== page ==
The middle 19th century found the United States embarking on early martial and mercantile involvement in China. In March 1853, USS Susquehanna made its way from the Port of Shanghai in the East China Sea, up the Yangtze nearly 300 miles to the city of Wuhu.
Susquehanna’s penetration into the heart of China, the first by a U.S. man-of-war, occurred without the benefit of any treaty allowing it to do so. British ships, however, navigated the Yangtze as a result of the Treaty of Nanking. This agreement was reached at the conclusion of the First Opium War, which began in 1839 when the Chinese government seized British-owned opium warehouses in Canton. The British responded with an expeditionary force of Royal Navy warships and Marines, whence a quick victory ensued. The subsequent treaties had China paying a large indemnity, opening several ports to foreign ships and, perhaps the most important of all concessions, ceding Hong Kong to Britain.
Among other Western nations, U.S. and British involvement on the Yangtze and in China in general continued to expand during the remainder of the 19th century. This involvement was not, however, without its violent episodes. U.S. Naval presence on the Yangtze and its tributaries, what would eventually become known as The Yangtze Patrol, continued to increase under the auspices of increasing trade and ensuring the safety of U.S. citizens, businessmen and missionaries. The inevitable clashes occurred and increased in both intensity and frequency as the Chinese became less and less tolerant of the exploitation of their masses and the seeming impunity with which foreigners conducted themselves in their land.
In October 1856, Chinese soldiers boarded the British ship Arrow at its berth in Canton. The crew were arrested and charged with smuggling. Eager to revise and expand the terms of the First Opium War treaty, the crown now had, in this event, its casus belli and thus began the Second Opium, or Arrow, War. Prior to this, British emissaries had been denied permission to enter the Chinese capitol in order to renegotiate the terms of this already lopsided treaty. Allied British and French forces won yet another quick victory in 1857. With this success, the British forced the hand of the Chinese into signing the Treaty if Tientsin. This opened yet more Yangtze River cities to foreign ships, or yang kweidzah (ocean devils), as they were referred to by the Chinese, as well as making provisions for foreign diplomats to reside in Peking.
In 1860, hostilities between the combined British, French and Chinese forces resumed once again, when Peking refused to ratify the terms of this latest treaty. British Adm. Sir James Hope, in an attempt to force his way up the Peiho River (a tributary of the Yangtze), came under withering fire from a Chinese riverside stronghold known as the Taku Forts. These earthen works emplacements, taken once but held only briefly earlier in the campaign by British Adm. Sir Michael Seymour, dominated the river with interlocking fire. Six of Hope’s eleven gunboats were lost or disabled in the battle, three as they attempted to negotiate obstructions in the channel, while over 400 of his men either drowned in the river or were cut down by Chinese fire as they vainly sought cover in the riverbank quagmire.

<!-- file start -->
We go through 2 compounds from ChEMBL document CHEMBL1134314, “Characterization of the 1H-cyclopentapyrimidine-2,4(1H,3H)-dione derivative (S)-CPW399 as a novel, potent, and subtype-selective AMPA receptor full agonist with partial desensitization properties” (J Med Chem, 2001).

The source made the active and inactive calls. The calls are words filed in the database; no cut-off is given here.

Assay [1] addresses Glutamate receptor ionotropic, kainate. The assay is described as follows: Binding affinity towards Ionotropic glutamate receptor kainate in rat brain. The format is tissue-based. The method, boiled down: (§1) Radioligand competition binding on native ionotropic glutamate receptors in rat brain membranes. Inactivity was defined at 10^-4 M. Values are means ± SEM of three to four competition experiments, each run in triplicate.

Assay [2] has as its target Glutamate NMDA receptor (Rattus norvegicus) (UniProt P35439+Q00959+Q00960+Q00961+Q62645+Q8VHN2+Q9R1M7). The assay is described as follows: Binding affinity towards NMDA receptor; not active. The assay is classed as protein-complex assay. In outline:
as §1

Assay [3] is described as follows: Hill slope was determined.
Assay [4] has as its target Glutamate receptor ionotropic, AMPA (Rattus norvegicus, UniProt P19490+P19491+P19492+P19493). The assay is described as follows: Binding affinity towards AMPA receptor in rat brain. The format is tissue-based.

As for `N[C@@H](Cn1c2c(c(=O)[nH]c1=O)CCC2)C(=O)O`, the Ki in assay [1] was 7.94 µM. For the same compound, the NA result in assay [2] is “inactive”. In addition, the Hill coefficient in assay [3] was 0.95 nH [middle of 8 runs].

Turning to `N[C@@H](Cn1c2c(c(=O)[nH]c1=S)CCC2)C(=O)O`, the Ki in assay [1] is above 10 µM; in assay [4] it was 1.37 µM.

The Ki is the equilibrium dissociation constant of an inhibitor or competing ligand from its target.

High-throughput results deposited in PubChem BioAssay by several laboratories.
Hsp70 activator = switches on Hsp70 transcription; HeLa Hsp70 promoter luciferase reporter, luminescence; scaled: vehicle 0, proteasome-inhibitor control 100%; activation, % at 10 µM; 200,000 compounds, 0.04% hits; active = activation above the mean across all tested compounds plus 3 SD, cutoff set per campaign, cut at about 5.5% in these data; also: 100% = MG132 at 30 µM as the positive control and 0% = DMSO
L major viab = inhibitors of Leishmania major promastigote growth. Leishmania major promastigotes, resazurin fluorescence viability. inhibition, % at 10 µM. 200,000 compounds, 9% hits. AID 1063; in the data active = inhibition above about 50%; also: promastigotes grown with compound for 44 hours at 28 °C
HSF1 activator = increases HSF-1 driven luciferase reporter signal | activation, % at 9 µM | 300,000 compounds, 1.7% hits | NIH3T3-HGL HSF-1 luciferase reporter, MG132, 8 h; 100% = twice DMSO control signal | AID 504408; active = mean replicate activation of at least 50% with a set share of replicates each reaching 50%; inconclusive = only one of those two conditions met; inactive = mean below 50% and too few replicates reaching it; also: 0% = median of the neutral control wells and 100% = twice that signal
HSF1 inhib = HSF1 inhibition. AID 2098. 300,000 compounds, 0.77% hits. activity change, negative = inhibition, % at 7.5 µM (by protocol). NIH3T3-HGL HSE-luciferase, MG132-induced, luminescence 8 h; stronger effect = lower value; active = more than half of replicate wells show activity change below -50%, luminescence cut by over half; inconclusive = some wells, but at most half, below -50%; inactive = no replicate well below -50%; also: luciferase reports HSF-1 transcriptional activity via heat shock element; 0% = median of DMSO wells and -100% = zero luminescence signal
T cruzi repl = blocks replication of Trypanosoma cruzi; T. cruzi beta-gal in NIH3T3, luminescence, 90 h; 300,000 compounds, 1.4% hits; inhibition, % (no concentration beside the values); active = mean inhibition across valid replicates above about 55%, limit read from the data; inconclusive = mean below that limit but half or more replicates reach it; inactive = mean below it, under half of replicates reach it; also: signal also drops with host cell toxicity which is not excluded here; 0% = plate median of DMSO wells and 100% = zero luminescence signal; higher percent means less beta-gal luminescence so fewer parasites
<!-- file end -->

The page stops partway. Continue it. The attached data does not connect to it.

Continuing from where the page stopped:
Although officially neutral during these hostilities, the bantam-weight U.S. Naval forces on the Yangtze took a keen interest in the outcome of this and other battles between Eastern and Western forces. A U.S. Naval officer witnessing the Taku Forts Battle, Capt. Josiah Tattnall, was no stranger to sea battles and combat. Born in Savannah, Ga., on November 9, 1795, he was appointed a Midshipman in the Navy in 1812, saw action in the War of 1812, as well as during the subsequent Barbary Campaigns, fought pirates in the West Indies, and was wounded during the Mexican War.
Tattnall, observing the Peiho River Battle while in command of Toeywan, found it impossible to ignore the plight of Hope’s forces, who were suffering terribly at the hand of the Chinese. Although accounts conflict — some have Tattnall towing British gunboats out of harm’s way, while others have him towing troop-laden barges into action — the U.S. Navy, on that day, came to the aid of the British, in clear violation of U.S. neutrality.
Tattnall went on to further adventures as an officer in the Confederate States Navy, commanding naval defenses of Georgia, South Carolina and Virginia, as well as captaining the now-famous ironclad CSS Virginia (ex-Merrimac). On the day following the Taku Forts Battle, in a conversation with Hope, who was recovering from multiple wounds, Tattnall justified his actions, commenting that he could not help but come to the aid of Hope’s beleaguered troops. After all, he proclaimed, thus coining the phrase, “Blood is thicker than water.”
Steve C. D’Antonio